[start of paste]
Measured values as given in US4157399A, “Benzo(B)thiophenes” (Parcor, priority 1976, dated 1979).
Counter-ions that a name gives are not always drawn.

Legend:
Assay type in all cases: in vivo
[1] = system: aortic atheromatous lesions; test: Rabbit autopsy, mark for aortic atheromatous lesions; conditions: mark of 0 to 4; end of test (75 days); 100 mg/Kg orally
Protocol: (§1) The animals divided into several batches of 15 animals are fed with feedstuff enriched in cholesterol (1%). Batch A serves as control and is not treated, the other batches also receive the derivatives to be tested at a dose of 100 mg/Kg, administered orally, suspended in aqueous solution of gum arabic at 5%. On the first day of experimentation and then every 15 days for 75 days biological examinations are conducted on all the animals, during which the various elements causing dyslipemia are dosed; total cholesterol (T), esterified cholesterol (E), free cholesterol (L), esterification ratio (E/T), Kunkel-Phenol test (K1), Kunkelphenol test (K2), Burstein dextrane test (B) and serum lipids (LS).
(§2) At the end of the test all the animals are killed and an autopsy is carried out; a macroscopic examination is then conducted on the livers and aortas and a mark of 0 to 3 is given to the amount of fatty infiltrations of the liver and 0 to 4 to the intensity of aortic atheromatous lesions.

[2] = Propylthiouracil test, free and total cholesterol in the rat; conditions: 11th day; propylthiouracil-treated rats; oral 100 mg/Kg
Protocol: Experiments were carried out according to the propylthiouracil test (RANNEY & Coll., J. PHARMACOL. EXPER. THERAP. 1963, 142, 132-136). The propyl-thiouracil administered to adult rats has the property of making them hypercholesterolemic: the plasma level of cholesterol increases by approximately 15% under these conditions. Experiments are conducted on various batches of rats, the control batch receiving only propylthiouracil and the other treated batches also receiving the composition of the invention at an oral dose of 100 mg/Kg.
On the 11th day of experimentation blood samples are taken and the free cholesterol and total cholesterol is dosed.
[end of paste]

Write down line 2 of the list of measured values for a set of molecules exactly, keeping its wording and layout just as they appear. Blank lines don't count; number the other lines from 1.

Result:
Counter-ions that a name gives are not always drawn.